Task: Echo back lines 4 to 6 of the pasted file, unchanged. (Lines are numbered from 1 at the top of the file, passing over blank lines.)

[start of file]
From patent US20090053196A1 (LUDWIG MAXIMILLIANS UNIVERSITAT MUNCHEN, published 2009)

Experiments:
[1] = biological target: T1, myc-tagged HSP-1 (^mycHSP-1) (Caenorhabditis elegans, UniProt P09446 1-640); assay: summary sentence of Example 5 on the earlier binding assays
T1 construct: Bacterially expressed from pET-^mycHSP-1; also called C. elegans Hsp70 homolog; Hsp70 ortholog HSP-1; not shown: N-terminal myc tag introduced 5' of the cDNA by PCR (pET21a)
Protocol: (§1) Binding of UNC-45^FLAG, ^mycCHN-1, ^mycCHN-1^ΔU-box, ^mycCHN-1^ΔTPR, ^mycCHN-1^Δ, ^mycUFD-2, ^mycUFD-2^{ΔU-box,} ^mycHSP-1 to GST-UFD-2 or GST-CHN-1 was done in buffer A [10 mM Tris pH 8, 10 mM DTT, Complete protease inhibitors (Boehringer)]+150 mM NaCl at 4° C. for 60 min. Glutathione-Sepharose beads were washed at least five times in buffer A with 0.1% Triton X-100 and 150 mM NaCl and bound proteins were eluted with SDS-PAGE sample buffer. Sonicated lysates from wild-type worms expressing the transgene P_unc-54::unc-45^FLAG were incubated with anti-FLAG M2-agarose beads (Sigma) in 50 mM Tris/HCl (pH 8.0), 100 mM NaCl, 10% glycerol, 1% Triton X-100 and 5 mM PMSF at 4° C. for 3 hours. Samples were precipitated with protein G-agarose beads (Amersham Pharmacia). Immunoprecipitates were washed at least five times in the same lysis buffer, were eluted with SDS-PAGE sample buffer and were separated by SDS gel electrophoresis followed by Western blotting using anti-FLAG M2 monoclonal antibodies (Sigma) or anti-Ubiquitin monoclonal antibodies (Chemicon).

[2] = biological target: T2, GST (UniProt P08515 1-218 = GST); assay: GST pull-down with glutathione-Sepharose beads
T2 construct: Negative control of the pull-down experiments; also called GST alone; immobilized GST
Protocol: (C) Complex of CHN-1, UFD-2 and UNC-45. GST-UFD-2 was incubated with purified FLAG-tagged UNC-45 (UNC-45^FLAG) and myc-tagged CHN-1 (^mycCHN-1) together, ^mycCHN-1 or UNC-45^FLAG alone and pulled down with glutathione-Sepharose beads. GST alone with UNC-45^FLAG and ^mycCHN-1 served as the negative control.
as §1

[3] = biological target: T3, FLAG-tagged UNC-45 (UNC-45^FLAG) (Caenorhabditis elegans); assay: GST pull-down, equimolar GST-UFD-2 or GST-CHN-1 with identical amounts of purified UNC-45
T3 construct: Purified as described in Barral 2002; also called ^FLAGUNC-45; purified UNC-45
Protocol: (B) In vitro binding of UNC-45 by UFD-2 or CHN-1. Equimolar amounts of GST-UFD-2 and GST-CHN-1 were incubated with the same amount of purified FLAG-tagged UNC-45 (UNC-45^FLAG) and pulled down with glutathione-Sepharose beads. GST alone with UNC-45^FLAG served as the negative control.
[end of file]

T1 construct: Bacterially expressed from pET-^mycHSP-1; also called C. elegans Hsp70 homolog; Hsp70 ortholog HSP-1; not shown: N-terminal myc tag introduced 5' of the cDNA by PCR (pET21a)
Protocol: (§1) Binding of UNC-45^FLAG, ^mycCHN-1, ^mycCHN-1^ΔU-box, ^mycCHN-1^ΔTPR, ^mycCHN-1^Δ, ^mycUFD-2, ^mycUFD-2^{ΔU-box,} ^mycHSP-1 to GST-UFD-2 or GST-CHN-1 was done in buffer A [10 mM Tris pH 8, 10 mM DTT, Complete protease inhibitors (Boehringer)]+150 mM NaCl at 4° C. for 60 min. Glutathione-Sepharose beads were washed at least five times in buffer A with 0.1% Triton X-100 and 150 mM NaCl and bound proteins were eluted with SDS-PAGE sample buffer. Sonicated lysates from wild-type worms expressing the transgene P_unc-54::unc-45^FLAG were incubated with anti-FLAG M2-agarose beads (Sigma) in 50 mM Tris/HCl (pH 8.0), 100 mM NaCl, 10% glycerol, 1% Triton X-100 and 5 mM PMSF at 4° C. for 3 hours. Samples were precipitated with protein G-agarose beads (Amersham Pharmacia). Immunoprecipitates were washed at least five times in the same lysis buffer, were eluted with SDS-PAGE sample buffer and were separated by SDS gel electrophoresis followed by Western blotting using anti-FLAG M2 monoclonal antibodies (Sigma) or anti-Ubiquitin monoclonal antibodies (Chemicon).

[2] = biological target: T2, GST (UniProt P08515 1-218 = GST); assay: GST pull-down with glutathione-Sepharose beads